Science fiction on October 2, 2009

I missed observing the 50th anniversary of Rod Serling’s Twilight Zone on Friday, an oversight I am sure the science fiction fan community will forgive me. I posted a few thoughts about Twilight Zone in our General Science Fiction TV Forum on SF-Fandom yesterday. But let me add something here.

I grew up watching The Twilight Zone and found it to be a gritty, challenging series of vignettes that sometimes disturbed me and sometimes left me wondering if Serling was taking drugs when he came up with those stories. Twilight Zone (and its successor show, Night Gallery) tried to make the audience think. What was the point of living life if not to overcome challenge and find a sense of place in the universe?

I think Serling especially wanted his characters to find a “sense of where I belong”, rather than realize “it is my destiny to do this thing”. Serling seemed to favor personal choice from a well-balanced self-defined role within reality over the pursuit of predestined or pre-ordained domination of the universe, a path fraught with peril and self-destruction.

What I did manage to do right on Friday was catch the premier 2-hour episode for Stargate: Universe (which we’re also discussing in our Stargate Universe Forum, so named for reasons unrelated to the actual show).

I didn’t know what to expect but I had been led to believe that the show would shed itself of a lot of the images and icons we have grown familiar with through more than 10 years of Stargate SG-1 and Stargate: Atlantis. I don’t expect to see the Wraith, the Goa’uld, or the Asgard on this show and unless they are injected through plot-driven flashbacks (character development, device explanation, etc.) they have no place in Stargate: Universe.

On the other hand, I am sure my self-contained expectations will eventually be shattered. While I don’t want to see humanoid aliens I do want to see aliens that humanity has some hope of relating to (hey, we both breathe, right?). In my mind I picture blue-skinned, orange-skinned, winged creature that might look sort of human. Why that image? I don’t know. Maybe Tom Cruise’s “Legend” was good to me.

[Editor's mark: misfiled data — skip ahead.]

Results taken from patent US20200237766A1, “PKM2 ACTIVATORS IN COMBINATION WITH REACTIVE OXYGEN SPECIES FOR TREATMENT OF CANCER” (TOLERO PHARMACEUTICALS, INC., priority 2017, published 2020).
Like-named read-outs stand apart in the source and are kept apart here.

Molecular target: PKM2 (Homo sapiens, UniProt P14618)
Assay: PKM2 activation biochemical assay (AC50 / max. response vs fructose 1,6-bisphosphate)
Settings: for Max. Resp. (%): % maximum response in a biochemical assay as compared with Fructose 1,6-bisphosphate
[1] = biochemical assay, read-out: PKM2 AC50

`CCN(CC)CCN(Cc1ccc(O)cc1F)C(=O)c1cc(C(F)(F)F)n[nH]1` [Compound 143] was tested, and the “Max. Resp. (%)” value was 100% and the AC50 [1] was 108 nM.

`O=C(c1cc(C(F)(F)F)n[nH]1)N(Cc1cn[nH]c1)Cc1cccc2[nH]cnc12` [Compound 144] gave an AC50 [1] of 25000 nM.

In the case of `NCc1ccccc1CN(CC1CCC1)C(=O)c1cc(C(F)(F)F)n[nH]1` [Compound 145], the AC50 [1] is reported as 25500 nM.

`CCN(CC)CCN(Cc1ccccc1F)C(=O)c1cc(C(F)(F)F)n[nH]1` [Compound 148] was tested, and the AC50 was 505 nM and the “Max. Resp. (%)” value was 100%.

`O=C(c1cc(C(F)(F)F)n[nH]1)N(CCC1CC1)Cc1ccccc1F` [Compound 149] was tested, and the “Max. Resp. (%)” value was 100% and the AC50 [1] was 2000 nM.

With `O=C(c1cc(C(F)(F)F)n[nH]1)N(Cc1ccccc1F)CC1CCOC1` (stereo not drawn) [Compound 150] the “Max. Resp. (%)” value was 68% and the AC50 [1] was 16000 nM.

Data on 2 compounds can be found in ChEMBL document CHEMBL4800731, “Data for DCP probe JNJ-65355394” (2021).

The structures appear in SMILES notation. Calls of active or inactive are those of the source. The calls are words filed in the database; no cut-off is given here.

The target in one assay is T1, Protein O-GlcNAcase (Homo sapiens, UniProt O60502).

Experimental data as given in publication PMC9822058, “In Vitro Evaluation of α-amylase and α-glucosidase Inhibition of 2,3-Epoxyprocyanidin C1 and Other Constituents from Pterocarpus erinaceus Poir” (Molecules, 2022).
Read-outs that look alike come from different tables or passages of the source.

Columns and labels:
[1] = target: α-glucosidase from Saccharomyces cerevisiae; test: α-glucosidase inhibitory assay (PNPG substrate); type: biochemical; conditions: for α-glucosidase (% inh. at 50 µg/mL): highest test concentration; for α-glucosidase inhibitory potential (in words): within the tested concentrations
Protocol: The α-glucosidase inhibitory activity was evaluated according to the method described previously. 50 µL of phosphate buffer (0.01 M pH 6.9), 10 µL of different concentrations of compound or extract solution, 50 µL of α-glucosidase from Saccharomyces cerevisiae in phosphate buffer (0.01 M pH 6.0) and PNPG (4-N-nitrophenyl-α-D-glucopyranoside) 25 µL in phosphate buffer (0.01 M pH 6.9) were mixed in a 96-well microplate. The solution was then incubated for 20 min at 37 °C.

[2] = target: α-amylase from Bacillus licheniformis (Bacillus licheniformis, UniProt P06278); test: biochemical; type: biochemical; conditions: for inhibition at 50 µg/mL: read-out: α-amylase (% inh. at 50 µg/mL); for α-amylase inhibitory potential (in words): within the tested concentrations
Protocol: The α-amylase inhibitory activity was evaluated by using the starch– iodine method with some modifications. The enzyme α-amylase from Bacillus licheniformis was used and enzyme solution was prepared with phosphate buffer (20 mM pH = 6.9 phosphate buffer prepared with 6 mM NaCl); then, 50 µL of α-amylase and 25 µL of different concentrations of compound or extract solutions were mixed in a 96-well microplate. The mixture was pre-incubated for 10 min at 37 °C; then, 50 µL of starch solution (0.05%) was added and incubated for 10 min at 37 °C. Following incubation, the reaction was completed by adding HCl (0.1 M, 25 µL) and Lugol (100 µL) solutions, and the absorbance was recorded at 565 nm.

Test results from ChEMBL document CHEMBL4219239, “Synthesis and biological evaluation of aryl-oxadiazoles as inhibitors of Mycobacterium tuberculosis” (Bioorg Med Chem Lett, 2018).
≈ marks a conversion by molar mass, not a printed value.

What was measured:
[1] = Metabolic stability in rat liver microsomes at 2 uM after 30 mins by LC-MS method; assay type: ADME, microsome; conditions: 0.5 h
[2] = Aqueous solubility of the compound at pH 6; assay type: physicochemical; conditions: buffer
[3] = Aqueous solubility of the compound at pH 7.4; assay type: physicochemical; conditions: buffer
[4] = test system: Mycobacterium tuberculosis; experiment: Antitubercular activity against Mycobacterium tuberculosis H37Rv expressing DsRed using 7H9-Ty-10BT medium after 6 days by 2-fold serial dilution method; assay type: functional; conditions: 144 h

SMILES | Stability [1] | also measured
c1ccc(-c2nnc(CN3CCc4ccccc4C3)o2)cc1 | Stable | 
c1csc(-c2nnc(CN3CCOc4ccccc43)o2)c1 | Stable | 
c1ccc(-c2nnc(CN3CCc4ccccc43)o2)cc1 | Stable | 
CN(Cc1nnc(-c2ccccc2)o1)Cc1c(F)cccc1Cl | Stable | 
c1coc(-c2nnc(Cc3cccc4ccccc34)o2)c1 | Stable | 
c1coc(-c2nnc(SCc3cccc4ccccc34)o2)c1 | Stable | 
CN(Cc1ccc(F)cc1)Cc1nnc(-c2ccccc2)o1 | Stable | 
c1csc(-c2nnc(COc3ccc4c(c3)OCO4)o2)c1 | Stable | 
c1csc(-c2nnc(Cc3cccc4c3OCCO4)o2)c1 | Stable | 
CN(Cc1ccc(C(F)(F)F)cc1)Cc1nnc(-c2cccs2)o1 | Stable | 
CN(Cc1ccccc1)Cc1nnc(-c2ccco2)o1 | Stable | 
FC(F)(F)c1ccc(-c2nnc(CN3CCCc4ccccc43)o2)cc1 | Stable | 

My point is that I want to see Stargate: Universe leave behind the motifs of every planet having only a few thousand human inhabitants living in pseudo-medieval villages and speaking English. Stargate SG-1 experimented with non-human aliens who could not speak English and I am sure the writers struggled to come up with compelling stories that made sense within the scope of their show, but our intrepid band of 80 refugees are not fleeing Cylons, have no hope of making it back to Earth within their lifetimes, aren’t challenging the supremacy of the Goa’uld, and don’t have any downtrodden descendants of the Ancients to rescue from the Wraith and Ori.

All the old legacies are left so far behind them that the show will, in my opinion, fail if these 80 star travelers find themselves dealing with the same situations we had in the first two shows. It was great to see O’Neill, Daniel Jackson, and Carter again, one more time, but now we have an opportunity to fall in love with new characters, new venues, new sets and props. The show’s advance publicity made it seem like the producers understand that and I hope they really do spread their wings and fly with us to places where science fiction TV has never been before, or which we’ve only glimpsed from afar.

Because in 35 years, when we observe the 50th anniversary of the Stargate phenomenon, I hope we don’t find ourselves saying, “And it fizzled out with Stargate: Universe because the writers failed to reach for the show’s full potential”. There are some connections with the original series they have to maintain, but human experience is driven by change. In 5 to 10 years, whenever this show ends, it should with a bang that makes sense in the context of 80 people flung to the far reaches of the universe.

That doesn’t mean they have to find their way home. It just means they have to find their sense of place and begin making rational choices from there. They can only flourish if they know where they belong, wherever that may be.

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